I slumped in my seat, which Henry had prewarmed for me with a f lick of a button in his Subaru Outback—good-guy car if there ever was one. I had to have faith—in my taste in men, in mankind—that Henry was not another Ted Puck. Or Charlie. Or Riley. Or Tom. Good Lord, I could go back to first grade.

“Abs, you have nothing to worry about,” Olivia had assured me last week. “Henry couldn’t possibly be another Ted. Ted was king of the assholes. There’s only down from there. I mean, up. I mean there couldn’t possibly be a worse guy out there than Ted Puck. Forget the past. You’re dating again, which is great. I’m sure Henry is a great guy.”

He was! Is! I
had
paid attention on my first date with Henry. He hadn’t committed any of the first-date crimes Opal and Olivia had counseled me to watch out for. He didn’t stare at the waitress’s chest. He didn’t talk about his exes. He didn’t refer to his last girlfriend or his mother as a bitch. He didn’t excuse himself to check in with his parole officer.

Everything would be fine. Henry would not freak out at the bris and suddenly start singing “Hava Nagila” at the top of his lungs and doing the accompanying kick-dance, bumping into the mohel and scarring young Oscar Grunwald for life.

As snow flurried on the windshield, Henry, two-hands-on-the-wheel, drove us carefully up I-295 toward Olivia’s house in Freeport. He was so cute for a nerd! Truly attractive. Tall and lean, but muscular, broad shouldered. Almost black hair. Blue eyes. Roman nose. And one delicious dimple in his right cheek, at which I was now staring. Not only was he Clark Kent, he was a young Christopher Reeve!

Everything would be okay. Repeat. Repeat.

Henry was singing along to the radio in an
American Idol-
reject voice that made me smile, but he suddenly snapped off the radio midsong and took a deep breath. “Abby, there’s something I need to talk to you about. Okay, I’m just going to say this.” He eyed me for a moment. “I wouldn’t mind knowing where we stand. I mean, here I am, about to meet your whole family…”

I smiled and turned to face him, relieved that I could be googly-eyed over his Clark Kent face, those gorgeous blue eyes, without worrying that he was a jerk-in-hiding. Jerks did not want to know where the relationship stood! Well, unless they were control freaks. Henry, who’d given me total control of the radio, was not a control freak.

Maybe later today, after the bris, we would go back to one of our apartments and I’d finally say, “Yes, yes, yes, make mad passionate love to me,” or something like that. After each of our nine dates, I’d said a chaste good-night to Henry at my apartment door—well, if three-minute killer kisses that left him panting could be considered chaste. But I could finally rip off his clothes without worry. He just
might
get orally gratified! He
wasn’t
another Ted Puck! I did not have crappy taste in men! I did not need years of therapy! I mentally went through my lingerie drawer. Should I wear the black lace? Or maybe first-time white?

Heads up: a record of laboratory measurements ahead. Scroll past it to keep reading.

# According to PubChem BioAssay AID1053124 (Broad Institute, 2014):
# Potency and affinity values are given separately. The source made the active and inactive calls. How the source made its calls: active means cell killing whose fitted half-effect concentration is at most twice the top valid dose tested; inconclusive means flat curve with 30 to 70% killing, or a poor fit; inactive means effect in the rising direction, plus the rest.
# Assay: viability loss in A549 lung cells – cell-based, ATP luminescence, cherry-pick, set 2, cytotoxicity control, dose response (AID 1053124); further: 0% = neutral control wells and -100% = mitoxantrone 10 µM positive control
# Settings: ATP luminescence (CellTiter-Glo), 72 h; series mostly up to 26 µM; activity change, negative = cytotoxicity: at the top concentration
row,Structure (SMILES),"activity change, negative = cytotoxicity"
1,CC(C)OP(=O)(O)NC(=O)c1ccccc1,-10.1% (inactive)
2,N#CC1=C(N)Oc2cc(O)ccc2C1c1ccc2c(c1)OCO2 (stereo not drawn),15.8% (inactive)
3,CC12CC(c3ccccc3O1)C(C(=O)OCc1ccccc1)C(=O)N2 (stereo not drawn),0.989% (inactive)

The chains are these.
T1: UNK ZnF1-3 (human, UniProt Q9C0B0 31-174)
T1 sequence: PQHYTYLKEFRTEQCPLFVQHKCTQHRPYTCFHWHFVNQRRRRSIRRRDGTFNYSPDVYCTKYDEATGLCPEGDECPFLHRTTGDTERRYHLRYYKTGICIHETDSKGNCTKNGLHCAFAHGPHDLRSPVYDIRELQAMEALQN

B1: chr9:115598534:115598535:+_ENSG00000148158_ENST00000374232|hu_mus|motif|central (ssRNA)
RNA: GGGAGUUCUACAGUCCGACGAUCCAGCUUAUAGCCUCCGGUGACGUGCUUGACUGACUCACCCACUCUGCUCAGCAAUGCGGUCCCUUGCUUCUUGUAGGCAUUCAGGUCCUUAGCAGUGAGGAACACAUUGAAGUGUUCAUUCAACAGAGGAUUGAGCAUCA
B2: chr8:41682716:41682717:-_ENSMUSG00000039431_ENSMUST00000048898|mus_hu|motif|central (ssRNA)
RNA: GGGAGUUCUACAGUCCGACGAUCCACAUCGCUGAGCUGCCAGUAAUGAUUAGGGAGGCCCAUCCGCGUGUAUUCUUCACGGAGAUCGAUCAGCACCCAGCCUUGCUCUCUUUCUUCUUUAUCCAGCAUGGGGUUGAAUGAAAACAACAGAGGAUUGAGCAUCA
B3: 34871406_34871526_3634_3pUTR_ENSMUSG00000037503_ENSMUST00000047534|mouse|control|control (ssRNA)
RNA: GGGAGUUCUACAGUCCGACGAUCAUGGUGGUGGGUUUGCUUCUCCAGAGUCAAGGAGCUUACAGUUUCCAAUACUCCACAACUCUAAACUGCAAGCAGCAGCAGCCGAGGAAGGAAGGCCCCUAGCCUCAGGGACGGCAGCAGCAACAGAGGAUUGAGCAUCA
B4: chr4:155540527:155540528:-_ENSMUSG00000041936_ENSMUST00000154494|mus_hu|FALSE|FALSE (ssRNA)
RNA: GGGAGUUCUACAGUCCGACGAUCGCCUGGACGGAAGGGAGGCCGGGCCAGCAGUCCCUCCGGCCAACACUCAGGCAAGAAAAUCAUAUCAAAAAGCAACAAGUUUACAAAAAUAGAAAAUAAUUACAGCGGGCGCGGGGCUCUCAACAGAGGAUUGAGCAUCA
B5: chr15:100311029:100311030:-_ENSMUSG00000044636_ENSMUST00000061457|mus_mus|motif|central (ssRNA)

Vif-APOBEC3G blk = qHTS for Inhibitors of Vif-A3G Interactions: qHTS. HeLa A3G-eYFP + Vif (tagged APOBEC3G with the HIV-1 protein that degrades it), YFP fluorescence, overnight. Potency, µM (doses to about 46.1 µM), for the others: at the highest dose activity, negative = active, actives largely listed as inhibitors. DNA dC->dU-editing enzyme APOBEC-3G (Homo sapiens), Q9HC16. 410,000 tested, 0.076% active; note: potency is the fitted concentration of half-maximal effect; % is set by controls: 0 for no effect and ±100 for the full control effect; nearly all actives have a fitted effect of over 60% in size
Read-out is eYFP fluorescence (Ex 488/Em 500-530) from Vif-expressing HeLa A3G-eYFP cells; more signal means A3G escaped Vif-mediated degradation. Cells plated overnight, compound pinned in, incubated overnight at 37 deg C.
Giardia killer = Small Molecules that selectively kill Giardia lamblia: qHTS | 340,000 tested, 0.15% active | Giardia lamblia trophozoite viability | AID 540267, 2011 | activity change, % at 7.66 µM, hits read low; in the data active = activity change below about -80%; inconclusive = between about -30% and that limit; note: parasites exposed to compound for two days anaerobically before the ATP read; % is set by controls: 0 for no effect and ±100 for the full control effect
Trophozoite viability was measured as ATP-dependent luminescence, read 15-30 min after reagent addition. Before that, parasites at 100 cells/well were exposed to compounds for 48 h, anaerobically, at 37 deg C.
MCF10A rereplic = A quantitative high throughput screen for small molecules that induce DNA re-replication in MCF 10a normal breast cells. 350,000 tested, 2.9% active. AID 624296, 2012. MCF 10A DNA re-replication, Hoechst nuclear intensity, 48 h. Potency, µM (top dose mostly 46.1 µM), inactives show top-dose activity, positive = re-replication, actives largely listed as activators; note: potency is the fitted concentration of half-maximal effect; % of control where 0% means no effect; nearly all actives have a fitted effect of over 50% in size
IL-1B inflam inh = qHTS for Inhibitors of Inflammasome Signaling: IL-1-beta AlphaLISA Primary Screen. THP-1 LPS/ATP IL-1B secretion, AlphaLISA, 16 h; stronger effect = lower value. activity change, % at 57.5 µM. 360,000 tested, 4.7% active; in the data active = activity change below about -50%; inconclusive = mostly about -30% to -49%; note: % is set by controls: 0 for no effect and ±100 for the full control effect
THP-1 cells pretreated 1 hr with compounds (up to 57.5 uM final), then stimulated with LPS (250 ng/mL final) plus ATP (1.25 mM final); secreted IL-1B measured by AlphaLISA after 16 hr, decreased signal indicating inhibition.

I decided on the white. “Wow, Henry, that is so refreshing to hear,” I said. “Usually it’s the woman who wants to know where the relationship is going, and—”

“I mean
sexually,
Abby.”

Oh.

He glanced at me. I stared straight ahead at the snowflakes being obliterated by the windshield wipers. “We’ve been seeing each other for over a month,” he said. “We’ve gone out, what, like ten times? And all we’ve done is make out like we’re in high school. Middle school, even.”

“Or like I just got out of a bad relationship and don’t feel ready to jump into bed,” I said. “Henry, I like you a lot.
So
much. But sex is a big deal to me, and I just want to make sure—”

“Make sure what?” he interrupted. “That we’re headed for marriage? Abby, it’s been a
month.

I was getting less googly-eyed by the second. “I’m not talking about
marriage.
” Did I say anything about marriage? “But yeah, it’s only been a month and I’m gun-shy, that’s all. If it’s any help, I’m incredibly attracted to you. Saying no isn’t easy.”

He laid his hand on my thigh. High up. “So say
yes.

I grabbed my coffee from the holder separating our seats and sipped at it to have a buffer. “I’m just not there yet, Henry.”

“Maybe tonight?” he asked more hopefully than jerkfully. “I’ll have met your whole family. That should help you feel closer to me, won’t it?”

Oh, God. Why was Opal Foote always right?

Stop pressuring me! “I really don’t know,” I said. “I only know that I’ll know when I know.” You blew it, Henry! You have no idea how close you came.

He moved his hand from my thigh to the steering wheel. “Okay.” He glanced at me and smiled. “You’re hard to resist, that’s all. Okay?”

Barely. Barely okay, buster. It was nice to be wanted. But back off!

“So tell me about the party we’re going to,” he said. “It’s a ‘Come see the new baby’ thing, right?”

Good. A change of subject. “Officially it’s a bris, but yeah, it’s the first opportunity for the whole family and friends to meet baby Oscar.”

He laughed. “Oscar? Like the Grouch?”

’Fraid so. As if we didn’t have enough
O’
s in our family, Olivia married an Oliver and they named their baby, an adorable nine-pounder with slate-blue eyes and wisps of blond fuzz,
Oscar.
Olivia and I are less than a year apart (more on
that
later), but our lives are light-years apart. For instance, my tiny apartment in Portland is the size of her master bedroom, which overlooks three garden-lush and wooded acres, and I couldn’t imagine naming my baby Oscar, but according to Olivia, it’s the new Ben/Sam/Max of the playground set and quite popular in England. All I can think of is an old man scratching his belly or—like Henry—that grouchy green
Sesame Street
monster popping out of a garbage can and singing, “I love trash.”

I laughed, too. “But our Oscar is much, much cuter.”

“I hope
so,
” he said, that delicious dimple popping. “So what’s a bris?”

He didn’t know what a bris was? I knew he wasn’t Jewish (I’m half Jewish, half Methodist), but I thought everyone knew what a bris was. Seconds into my explanation, the car swerved slightly into the slow lane, and we were beeped by another car. Henry’s knuckles were white on the steering wheel, and he slowed down to pull over onto the shoulder of the highway.

“Snow flurries are so deceiving,” I said. “The roads must be getting—”

Henry put the car in Park and turned to face me full-on. “Wait one minute. You’re telling me that they circumcise the baby right then and there? In the
living room?
With everyone
watching?

He’d almost lost control of the car because of the word
circumcise?

“Well, yeah,” I said. “But there’s no
they
attacking the baby with an ax, Henry. Just a mohel. A nice, normal-looking man in a yarmulke. It’s a ceremony. A Jewish tradition on the eighth day of life. What did you think a bris was?” I added, trying to smile.

He seemed barely able to lift his shoulders to shrug. “A
mole?
What’s a
mole?
Is he a medical doctor? This mole is going to surgically remove the foreskin of an infant in front of everyone? And then you’re all going to eat lunch?” He slumped over the steering wheel for a moment, then took a deep breath and eased back into traffic.

BOOK: Love You to Death